However, by 6.10am there was intense fire across No Man’s Land and movement became impossible.   The following support battalion lost many men. Some retired, having apparently mis-heard a shouted order. German prisoners, making their way to the British lines, were mistaken for a counterattack and there was considerable confusion.

A renewed attack at 1.30pm was shelled in the assembly areas with heavy casualties and did not take place. Despite advice that progress was impossible, Haig ordered further attacks, including a bayonet attack at 8pm.   However, chaos in the trenches and on the roads meant this attack also could not take place.

At 2.30am the next morning, the surviving men of the Rifle Brigade were withdrawn as it had not been possible to reinforce them.

A further attack in the morning could not take place as there was insufficient artillery ammunition.   The 4.7-inch ammunition was defective and the fuses on the heavy rounds did not burst when hitting the wet ground.

The southern pincer attack had similar difficulties. The 2nd Brigade which included the 2nd King’s Royal Rifle Company in immediate support was among those suffering from the heavy machine-gun fire which cut down the attackers even as they left their trenches. There were further artillery barrages, but despite repeated efforts, no effective gains were made.

The French attack to the south was more successful. It overran the German trenches on a four mile front and pushed more than two miles onto Vimy Ridge. Unfortunately the reserves were too far away to exploit the success, and allowed a German recovery. Intense fighting continued for a week: the French captured Carency and Ablain St Nazaire, but not as intended the crest of the Vimy Ridge.

There were more than 11,000 British casualties on 9 May 1915, most within yards of the front-line. This was one of the highest casualty rates of the war. In the 8th Division, there were 4,682 casualties of which 192 were officers.   The worst infantry casualties were those of the 2nd Battalion of the Rifle Brigade which lost 654 men, of whom 21 were officers.

The battle was a disaster for the British. No ground was won and no tactical advantage gained. It is doubtful whether it had any positive effect on assisting the main French attack.[7] In summary there was no intelligence about the strengthened German positions; there was no surprise; the bombardment was wholly insufficient and the enemy guns were not suppressed; the behind lines organisation did not allow movement of reinforcements and casualties; the British artillery and ammunition were in poor condition: the first through over-use, the second through faulty manufacture; with poor communications the positions of troops were unknown and support artillery fire was impossible.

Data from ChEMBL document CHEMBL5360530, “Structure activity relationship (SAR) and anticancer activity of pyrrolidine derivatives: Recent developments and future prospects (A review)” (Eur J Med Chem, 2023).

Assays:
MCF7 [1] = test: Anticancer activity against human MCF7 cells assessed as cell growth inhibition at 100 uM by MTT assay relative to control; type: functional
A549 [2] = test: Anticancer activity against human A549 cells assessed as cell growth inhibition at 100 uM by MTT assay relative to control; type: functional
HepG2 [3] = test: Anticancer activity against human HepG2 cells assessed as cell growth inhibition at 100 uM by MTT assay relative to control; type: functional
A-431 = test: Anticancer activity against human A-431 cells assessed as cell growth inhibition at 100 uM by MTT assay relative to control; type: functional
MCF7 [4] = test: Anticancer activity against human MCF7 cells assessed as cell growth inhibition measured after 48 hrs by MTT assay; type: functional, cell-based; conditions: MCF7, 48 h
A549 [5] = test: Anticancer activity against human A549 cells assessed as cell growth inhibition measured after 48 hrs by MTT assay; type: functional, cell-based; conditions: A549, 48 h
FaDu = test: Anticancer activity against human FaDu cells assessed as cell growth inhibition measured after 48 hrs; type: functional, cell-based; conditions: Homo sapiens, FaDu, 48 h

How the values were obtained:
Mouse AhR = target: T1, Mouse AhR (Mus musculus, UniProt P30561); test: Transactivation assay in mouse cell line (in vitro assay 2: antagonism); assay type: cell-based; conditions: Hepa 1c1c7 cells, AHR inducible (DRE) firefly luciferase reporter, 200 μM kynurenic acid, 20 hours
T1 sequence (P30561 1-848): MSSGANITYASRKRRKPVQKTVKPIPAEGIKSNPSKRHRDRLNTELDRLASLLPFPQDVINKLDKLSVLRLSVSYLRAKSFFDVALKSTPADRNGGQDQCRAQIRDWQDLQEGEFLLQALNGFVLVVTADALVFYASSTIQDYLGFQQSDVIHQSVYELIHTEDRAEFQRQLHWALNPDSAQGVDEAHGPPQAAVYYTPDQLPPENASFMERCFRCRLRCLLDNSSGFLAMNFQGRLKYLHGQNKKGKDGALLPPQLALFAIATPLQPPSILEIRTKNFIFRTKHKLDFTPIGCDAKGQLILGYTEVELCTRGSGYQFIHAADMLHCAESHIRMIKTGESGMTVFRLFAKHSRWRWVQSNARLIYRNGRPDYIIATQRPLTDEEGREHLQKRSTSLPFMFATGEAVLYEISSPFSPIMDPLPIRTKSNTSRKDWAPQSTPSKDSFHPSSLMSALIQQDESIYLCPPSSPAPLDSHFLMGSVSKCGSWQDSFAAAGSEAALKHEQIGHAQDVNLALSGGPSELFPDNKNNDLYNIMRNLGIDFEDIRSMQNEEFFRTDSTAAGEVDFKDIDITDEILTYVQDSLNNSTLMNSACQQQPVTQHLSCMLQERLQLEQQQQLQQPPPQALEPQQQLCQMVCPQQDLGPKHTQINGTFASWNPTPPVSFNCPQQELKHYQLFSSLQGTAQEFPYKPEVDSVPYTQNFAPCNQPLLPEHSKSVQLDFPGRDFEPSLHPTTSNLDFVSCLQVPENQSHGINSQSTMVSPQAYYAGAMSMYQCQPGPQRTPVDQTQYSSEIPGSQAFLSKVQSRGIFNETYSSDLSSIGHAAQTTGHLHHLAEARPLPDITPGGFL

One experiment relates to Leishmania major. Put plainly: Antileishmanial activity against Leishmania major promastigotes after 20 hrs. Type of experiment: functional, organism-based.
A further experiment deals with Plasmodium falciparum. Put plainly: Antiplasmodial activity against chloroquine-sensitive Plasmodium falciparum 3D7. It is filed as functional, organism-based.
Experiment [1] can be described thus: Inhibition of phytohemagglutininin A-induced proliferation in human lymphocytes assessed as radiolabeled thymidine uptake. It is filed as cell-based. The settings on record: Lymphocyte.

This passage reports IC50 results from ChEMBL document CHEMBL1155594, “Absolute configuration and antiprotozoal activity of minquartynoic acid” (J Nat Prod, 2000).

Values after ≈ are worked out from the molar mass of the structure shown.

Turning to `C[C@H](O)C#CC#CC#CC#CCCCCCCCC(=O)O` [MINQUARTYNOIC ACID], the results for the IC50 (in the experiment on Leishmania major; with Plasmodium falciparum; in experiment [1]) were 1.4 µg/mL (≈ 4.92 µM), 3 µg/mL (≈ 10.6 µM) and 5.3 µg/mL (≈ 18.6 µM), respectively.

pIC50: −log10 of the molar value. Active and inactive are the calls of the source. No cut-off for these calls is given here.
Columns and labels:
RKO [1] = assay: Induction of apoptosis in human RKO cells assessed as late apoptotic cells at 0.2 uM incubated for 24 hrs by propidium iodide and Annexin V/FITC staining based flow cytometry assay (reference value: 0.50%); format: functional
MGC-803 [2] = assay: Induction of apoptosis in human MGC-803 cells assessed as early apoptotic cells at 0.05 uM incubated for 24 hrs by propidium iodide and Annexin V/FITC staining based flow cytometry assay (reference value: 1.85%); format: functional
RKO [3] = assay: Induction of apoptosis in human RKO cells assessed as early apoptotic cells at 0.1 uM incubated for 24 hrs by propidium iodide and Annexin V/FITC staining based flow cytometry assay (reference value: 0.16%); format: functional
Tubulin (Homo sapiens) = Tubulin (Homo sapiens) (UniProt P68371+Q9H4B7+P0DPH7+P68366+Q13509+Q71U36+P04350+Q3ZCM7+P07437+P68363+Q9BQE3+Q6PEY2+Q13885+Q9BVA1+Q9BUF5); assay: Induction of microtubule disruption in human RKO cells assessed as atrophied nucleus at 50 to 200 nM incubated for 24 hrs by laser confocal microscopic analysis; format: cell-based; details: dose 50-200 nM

Haig’s conclusions were:[8]

  1. The defences in our front are so carefully and so strongly made, and mutual support with machine-guns is so complete, that in order to demolish them a long methodical bombardment will be necessary by heavy artillery (guns and howitzers) before Infantry are sent forward to attack.
  2. To destroy enemy’s ‘material’, 60-pounder guns will be tried, as well as the 15-inch, 9.2-inch and 6-inch siege howitzers. Accurate observations of each shot will be arranged so as to make sure of flattening out the enemy’s ‘strong points’ of support, before the Infantry is launched.

A German Priest who was serving in the German Army said,

After two hours fighting, the enemy was beaten back. You can scarcely have an idea of the work this represented.   How these Englishmen had in twelve hours dug themselves in! The hundred fellows who were in our trenches had brought with them an enormous quantity of ammunition, a machine gun and one that they had captured from us … Almost every single man had to be put out of action with hand-grenades. They were heroes all and true to the end, until death … men of the ‘active English Rifles Brigade’ …


[1]       See separate accounts of the lives of the various men mentioned.


[3]       Edited from:

[4]       From; Victoria Burbidge, in an address at a Memorial Service on 9 May 2008.

[5]       Edmonds, J. E., Military Operations France and Belgium, 1915: Battles of Aubers Ridge, Festubert, and Loos. History of the Great War Based on Official Documents By Direction of the Historical Section of the Committee of Imperial Defence II, (1st ed.), London, Macmillan, 1928, pp.6-8 and p.31.

[6]       Edited from:

[7]; from Edmonds, J. E., Military Operations France and Belgium, 1915: Battles of Aubers Ridge, Festubert, and Loos. History of the Great War Based on Official Documents By Direction of the Historical Section of the Committee of Imperial Defence II, (1st ed.), London, Macmillan, 1928, pp.37-41.

[8]       Haig, Private papers, 11 May 1915.


One thought on “The Battle of Aubers Ridge – Many Rugby Men killed. 9th May 1915

  1. Pingback: Scotton, Ernest. Died 1st Jul 1916 | Rugby Remembers